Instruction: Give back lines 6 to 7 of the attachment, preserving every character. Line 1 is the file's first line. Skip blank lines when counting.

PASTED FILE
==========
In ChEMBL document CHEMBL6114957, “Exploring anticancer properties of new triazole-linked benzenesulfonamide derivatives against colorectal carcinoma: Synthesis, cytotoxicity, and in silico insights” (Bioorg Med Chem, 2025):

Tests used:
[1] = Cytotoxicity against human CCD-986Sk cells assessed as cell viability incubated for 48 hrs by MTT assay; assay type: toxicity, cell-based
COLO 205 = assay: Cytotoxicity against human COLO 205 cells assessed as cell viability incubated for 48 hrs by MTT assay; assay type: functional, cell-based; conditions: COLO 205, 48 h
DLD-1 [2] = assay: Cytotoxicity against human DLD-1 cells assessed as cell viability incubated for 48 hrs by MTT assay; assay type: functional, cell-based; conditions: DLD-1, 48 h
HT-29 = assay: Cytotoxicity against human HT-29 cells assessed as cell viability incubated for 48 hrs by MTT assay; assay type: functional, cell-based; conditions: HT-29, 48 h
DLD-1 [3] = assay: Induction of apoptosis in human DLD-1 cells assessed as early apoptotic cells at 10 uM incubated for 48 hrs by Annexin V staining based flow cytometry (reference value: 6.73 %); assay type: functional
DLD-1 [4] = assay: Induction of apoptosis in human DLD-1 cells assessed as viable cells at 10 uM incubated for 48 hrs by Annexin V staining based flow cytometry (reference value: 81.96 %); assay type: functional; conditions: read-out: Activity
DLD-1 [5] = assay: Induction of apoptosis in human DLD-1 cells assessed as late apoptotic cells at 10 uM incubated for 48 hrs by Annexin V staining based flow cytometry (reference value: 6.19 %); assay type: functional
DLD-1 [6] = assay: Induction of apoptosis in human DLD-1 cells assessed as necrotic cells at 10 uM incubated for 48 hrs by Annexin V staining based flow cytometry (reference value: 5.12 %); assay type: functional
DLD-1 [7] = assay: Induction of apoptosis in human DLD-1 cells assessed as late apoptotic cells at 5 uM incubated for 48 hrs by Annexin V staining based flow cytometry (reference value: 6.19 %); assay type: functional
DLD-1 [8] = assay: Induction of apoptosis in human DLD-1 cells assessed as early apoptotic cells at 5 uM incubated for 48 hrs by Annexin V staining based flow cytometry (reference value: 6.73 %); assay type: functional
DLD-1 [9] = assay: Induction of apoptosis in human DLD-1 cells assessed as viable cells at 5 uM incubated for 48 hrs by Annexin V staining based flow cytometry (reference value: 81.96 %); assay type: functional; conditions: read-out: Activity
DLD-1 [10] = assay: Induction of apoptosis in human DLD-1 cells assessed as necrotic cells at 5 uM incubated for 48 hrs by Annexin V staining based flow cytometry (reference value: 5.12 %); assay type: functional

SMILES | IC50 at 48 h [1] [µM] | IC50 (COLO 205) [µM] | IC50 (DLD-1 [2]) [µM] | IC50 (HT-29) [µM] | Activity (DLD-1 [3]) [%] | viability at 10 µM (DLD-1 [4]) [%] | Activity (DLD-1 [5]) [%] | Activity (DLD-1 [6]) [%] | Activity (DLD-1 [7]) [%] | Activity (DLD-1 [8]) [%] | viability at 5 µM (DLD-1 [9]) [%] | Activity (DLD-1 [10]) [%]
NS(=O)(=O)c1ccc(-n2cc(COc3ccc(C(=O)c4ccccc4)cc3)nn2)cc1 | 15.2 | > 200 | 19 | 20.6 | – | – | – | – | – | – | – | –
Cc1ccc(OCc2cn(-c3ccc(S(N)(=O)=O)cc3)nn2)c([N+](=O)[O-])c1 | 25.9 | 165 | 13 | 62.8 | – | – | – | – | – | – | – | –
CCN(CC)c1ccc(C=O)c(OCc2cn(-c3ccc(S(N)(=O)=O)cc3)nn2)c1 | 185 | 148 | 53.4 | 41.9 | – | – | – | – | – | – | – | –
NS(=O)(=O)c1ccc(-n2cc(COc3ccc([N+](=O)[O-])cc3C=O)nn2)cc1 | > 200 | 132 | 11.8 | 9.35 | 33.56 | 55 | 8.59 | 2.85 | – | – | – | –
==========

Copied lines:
HT-29 = assay: Cytotoxicity against human HT-29 cells assessed as cell viability incubated for 48 hrs by MTT assay; assay type: functional, cell-based; conditions: HT-29, 48 h
DLD-1 [3] = assay: Induction of apoptosis in human DLD-1 cells assessed as early apoptotic cells at 10 uM incubated for 48 hrs by Annexin V staining based flow cytometry (reference value: 6.73 %); assay type: functional